09 November 2011

Rodrigo Fresán, book thief

I remember that afternoon: we left Kentucky Fried Chicken and Bolaño went down the stairs to the platform of his commuter train and I went back home and half an hour later Bolaño rang my doorbell, again. He was soaked by the storm and wild-eyed and shaking as if barely withstanding a private earthquake. "I’ve killed a man," he announced in a deathly voice; and he came into my apartment, headed for the living room and asked me to make him a cup of tea. Then he told me that as he was waiting on the platform, a couple of skinheads had come up to him and tried to rob him, that there was a scuffle, that he managed to get a knife away from one of them and stab the other one near the heart, that then he ran away down corridors and streets, and that he didn’t know what to do next. "What should I do? Should I turn myself in?" I said he shouldn’t. Bolaño looked at me with infinite sadness and said that he couldn’t keep writing with a death on his conscience, that he wouldn’t be able to look his son in the eyes anymore, something like that. Moved, I said that I understood and I’d go with him to the police station; to which he responded, indignant: "What? You’d turn me in just like that? Without mercy? An Argentinian writer betraying a Chilean writer? Shame on you!" Then Bolaño must have seen my desperation: because he gave one of those little cracked laughs of his and, fascinated, said over and over again "But you know I couldn’t kill a mosquito…How could you believe a story like that?
– Rodrigo Fresán, "The Savage Detective" (2007), The Believer, in "Notes Toward an Annotated Edition of 2666" by Natasha Wimmer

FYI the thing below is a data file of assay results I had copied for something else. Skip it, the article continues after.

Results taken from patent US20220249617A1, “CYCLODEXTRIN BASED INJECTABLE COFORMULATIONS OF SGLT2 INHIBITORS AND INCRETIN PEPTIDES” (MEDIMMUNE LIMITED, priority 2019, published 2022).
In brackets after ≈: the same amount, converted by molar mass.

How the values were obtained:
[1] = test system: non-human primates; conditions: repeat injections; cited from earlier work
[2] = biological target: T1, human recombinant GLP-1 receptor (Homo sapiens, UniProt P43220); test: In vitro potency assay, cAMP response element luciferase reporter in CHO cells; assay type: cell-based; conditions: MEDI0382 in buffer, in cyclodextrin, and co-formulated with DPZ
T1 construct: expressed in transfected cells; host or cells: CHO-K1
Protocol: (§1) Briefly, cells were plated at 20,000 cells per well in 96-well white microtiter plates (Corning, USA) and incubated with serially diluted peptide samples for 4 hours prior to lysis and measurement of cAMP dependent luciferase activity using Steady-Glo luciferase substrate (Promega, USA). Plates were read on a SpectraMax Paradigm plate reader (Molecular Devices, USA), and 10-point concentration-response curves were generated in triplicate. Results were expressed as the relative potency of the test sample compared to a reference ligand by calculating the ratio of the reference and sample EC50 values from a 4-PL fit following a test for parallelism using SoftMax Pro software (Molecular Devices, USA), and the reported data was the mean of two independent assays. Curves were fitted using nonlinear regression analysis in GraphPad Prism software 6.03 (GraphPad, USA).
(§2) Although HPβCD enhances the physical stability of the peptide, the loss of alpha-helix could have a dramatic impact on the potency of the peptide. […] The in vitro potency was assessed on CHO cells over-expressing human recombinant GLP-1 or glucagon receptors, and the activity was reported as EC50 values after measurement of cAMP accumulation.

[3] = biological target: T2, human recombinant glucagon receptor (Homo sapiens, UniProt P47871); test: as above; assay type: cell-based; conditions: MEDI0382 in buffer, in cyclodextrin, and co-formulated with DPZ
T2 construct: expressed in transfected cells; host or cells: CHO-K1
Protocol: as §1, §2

Rodrigo Fresán is an Argentinean writer who lives at present in Barcelona. He is the author of 10 novels, only one of which (Jardines de Kensington) is so far available in English (Kensington Gardens, translated by Natasha Wimmer).

One of Fresán’s acclaimed books is called Mantra. It has a great overview, by way of a recipe, here.

Bolaño had this to say about this book in Between Parentheses: "Mantra is a kaleidoscopic novel, shot through with fierce, occasionally over-the-top humor, written in a prose of rare precision that allows itself to oscillate between anthropological document and the delirium of late nights in a city—Mexico City—that superimposes itself on the subterranean cities beneath it like a snake swallowing itself."

Rodrigo is a close friend of Roberto. They talked a lot. They were both book stealers in their youth.

Fresán's "Notes Toward the Memoirs of a Book Thief" appeared in Granta Online Only, where he wrote, Wimmer translating:

Stealing books is actually literature as sport. When we write or read we’re sitting or lying down, almost motionless. When we steal books, however, the muscle of our brain acts in perfect harmony with the muscles of our body. When we steal books, we think and act, and, in some sense, read and write.

When you steal a book, you’re person and character all at once.

In the same site, Fresán has a piece called "Borges and Me, and Me". It's as if it's ready to acknowledge another to be called "Borges and Me, and Me, and Me", and so on, ad infinitum, like a mirror.

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